Taliban frees prisoners from Kandahar jail

April 25, 2011

— So much had changed in the three years since the Taliban blew up the barrier wall at Sarposa prison and sprung 900 inmates: imposing rows of concrete walls backed by razor wire, floodlights, video cameras, sand bags and 40 well-armed American soldiers watching from perimeter guard towers with Afghan police.

Kandahar’s largest detention facility had become so secure, said an American military officer giving a tour of the prison this year, that the only way to break through was to “put a nuke on a motorcycle.”

Or to dig more than 1,000 feet of underground tunnels and pop up into the middle of the prison, as the Taliban did early Monday, freeing one-third of the inmates and collapsing months of efforts to improve security at the jail. The audacious prison break showed again the vulnerabilities in Afghanistan’s justice system, despite rigorous U.S. oversight and a growing sense that authorities had the problematic prison under control.

The Taliban this month has penetrated some of Afghanistan’s most aggressively defended facilities. Attackers have killed Kandahar’s police chief inside his headquarters, exploded on a crowded Afghan army base in Laghman province, and shot up the hallways of the Ministry of Defense in Kabul. The security breaches have raised concerns about the Afghan government’s ability to protect itself from insurgents as U.S. and NATO forces begin to withdraw.

“This clearly shows the weakness of the government and the security forces, and if this doesn’t change, the prison breaks will happen again and again,” said Agha Lalai Dastageri, a provincial councilman in Kandahar.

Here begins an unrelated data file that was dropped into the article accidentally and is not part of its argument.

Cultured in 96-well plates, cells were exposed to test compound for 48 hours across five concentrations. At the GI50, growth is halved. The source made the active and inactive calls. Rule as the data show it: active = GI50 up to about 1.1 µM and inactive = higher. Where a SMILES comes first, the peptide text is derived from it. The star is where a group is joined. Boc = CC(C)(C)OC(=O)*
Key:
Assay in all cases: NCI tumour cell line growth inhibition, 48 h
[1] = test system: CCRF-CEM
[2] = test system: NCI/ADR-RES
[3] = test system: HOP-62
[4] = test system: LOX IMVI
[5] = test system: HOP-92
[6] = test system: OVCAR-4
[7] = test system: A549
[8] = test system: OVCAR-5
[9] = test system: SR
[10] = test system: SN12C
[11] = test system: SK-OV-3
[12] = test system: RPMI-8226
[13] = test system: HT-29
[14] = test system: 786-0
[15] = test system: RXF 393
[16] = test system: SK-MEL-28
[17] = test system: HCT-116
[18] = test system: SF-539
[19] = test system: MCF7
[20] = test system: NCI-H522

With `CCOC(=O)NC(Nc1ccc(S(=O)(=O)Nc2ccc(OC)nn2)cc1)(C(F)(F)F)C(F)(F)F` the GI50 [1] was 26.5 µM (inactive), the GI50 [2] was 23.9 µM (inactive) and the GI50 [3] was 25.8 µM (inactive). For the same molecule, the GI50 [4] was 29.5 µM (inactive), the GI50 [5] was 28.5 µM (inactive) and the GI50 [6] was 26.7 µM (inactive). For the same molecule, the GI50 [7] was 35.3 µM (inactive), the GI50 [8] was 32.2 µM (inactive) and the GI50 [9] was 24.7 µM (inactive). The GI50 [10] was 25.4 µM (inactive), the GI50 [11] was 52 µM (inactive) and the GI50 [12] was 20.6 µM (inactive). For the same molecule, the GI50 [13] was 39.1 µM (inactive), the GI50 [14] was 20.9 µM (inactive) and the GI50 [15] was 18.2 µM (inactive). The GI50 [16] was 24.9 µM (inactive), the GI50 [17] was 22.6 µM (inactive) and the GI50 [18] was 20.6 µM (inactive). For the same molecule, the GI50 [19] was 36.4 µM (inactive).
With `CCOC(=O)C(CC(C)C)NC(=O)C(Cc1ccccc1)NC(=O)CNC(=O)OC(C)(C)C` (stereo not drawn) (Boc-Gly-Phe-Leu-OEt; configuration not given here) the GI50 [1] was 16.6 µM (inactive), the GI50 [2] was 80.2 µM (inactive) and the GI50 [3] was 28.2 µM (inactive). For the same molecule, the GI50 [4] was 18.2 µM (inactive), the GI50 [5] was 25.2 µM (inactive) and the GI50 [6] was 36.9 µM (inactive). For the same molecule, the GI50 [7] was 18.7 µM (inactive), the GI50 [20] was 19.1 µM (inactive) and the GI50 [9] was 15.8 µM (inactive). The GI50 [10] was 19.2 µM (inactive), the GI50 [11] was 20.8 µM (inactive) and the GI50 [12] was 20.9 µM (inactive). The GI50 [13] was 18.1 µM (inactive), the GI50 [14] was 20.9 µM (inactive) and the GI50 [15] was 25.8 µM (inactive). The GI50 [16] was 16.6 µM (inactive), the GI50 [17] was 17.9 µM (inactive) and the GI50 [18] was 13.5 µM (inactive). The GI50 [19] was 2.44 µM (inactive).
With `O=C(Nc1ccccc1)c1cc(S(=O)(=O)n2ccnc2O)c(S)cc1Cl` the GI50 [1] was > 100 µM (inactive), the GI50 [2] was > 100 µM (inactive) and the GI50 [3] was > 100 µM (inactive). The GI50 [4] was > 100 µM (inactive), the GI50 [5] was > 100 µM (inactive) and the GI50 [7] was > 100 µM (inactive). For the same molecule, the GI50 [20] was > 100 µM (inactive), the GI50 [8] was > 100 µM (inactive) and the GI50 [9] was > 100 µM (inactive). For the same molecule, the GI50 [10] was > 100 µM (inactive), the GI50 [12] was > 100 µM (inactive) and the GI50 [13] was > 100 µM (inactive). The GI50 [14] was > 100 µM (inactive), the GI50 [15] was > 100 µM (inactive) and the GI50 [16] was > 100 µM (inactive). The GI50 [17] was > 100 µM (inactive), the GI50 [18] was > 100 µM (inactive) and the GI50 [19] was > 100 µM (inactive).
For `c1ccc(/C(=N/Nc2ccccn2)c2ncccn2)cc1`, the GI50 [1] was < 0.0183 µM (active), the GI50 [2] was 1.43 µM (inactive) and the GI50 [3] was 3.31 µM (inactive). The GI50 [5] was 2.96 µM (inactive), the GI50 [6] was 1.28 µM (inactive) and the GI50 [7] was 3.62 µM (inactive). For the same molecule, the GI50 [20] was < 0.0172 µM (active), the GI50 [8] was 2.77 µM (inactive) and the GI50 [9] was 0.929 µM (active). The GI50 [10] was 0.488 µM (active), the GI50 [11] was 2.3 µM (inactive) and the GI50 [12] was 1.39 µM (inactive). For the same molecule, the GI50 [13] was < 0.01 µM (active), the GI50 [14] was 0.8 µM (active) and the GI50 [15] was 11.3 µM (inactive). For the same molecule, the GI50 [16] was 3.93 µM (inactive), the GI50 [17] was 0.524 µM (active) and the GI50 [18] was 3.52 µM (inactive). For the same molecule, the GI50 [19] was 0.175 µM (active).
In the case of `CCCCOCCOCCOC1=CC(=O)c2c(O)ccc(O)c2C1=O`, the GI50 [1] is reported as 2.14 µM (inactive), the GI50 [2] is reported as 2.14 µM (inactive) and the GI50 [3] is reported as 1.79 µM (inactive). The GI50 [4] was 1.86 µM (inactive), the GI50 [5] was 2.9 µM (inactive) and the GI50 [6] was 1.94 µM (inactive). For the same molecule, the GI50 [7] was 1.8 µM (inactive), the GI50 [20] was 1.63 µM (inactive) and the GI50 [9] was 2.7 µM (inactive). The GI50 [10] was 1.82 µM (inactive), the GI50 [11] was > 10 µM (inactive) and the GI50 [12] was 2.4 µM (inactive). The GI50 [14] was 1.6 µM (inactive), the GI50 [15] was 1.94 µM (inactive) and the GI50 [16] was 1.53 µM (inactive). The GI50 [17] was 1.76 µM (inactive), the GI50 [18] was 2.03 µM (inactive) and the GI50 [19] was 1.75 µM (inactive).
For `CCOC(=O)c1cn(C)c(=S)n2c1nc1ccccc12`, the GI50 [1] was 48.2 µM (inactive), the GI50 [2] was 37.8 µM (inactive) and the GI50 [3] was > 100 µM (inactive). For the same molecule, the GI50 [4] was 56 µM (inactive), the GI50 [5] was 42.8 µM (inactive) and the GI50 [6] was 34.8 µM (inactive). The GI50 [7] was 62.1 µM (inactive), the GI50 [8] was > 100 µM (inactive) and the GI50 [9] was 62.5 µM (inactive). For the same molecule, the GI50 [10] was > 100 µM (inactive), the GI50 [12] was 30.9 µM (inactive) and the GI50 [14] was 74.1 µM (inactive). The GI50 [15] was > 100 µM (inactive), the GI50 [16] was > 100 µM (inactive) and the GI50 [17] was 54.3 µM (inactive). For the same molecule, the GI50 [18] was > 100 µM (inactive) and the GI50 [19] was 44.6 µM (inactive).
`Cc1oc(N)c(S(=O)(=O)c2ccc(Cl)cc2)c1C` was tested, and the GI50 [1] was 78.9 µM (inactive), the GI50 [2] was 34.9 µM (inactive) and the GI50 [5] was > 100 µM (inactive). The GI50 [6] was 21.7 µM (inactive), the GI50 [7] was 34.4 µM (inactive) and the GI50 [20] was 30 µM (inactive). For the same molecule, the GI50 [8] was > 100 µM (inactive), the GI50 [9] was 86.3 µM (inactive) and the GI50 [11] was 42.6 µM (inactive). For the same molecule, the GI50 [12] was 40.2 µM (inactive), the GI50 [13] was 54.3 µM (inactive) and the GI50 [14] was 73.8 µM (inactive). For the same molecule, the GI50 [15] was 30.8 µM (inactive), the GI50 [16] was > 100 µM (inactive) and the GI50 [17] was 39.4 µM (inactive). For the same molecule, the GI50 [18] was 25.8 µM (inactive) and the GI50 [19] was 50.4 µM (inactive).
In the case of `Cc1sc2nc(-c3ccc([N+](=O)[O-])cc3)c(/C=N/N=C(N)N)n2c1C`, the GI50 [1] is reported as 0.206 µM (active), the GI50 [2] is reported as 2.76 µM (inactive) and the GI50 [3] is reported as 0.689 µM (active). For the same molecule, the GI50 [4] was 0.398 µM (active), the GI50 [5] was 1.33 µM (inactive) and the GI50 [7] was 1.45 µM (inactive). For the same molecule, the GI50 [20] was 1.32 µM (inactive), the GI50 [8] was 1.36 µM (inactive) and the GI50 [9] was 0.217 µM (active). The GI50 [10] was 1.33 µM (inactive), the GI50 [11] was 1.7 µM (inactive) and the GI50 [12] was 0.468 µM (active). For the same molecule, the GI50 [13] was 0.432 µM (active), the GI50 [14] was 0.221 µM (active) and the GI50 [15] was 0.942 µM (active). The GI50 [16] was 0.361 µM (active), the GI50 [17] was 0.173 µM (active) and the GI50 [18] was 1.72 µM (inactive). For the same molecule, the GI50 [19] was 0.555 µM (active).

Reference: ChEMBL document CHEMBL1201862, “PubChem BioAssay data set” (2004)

The jailbreak occurred just as the traditional fighting season gets under way in Afghanistan, and in a part of the country where the U.S. military has focused its efforts. The Taliban movement began in southern Afghanistan, and over the past year U.S. forces have pushed the group out of several areas where it had established dominance earlier in the war. Although U.S. and Afghan soldiers have made progress in the south, most of the violence they face remains in Kandahar and Helmand. 

The escaped prisoners probably included members of the Taliban. Inmates in Sarposa are generally those detained by Afghan security forces but can include senior insurgents. A U.S. military spokesman in Kabul referred questions about the jailbreak to Afghan authorities, who are responsible for the prison. 

The prison break occurred before dawn Monday, but work on the tunnel had been going on for months, said Taliban spokesman Zabiullah Mujahid. There were conflicting reports on the tunnel’s length: The Taliban said it was about 1,200 feet long; Gen. Ghulam Dastagir Mayar, the prison warden, said it ran about 4,000 feet from the southwestern corner of the complex.

The tunnelers reached the surface inside the “political wing” of the prison and ushered out the detainees before dawn. Mayar said the security guards were not asleep but blamed the breach on an undermanned staff. “We cannot put security guards in every room,” he said.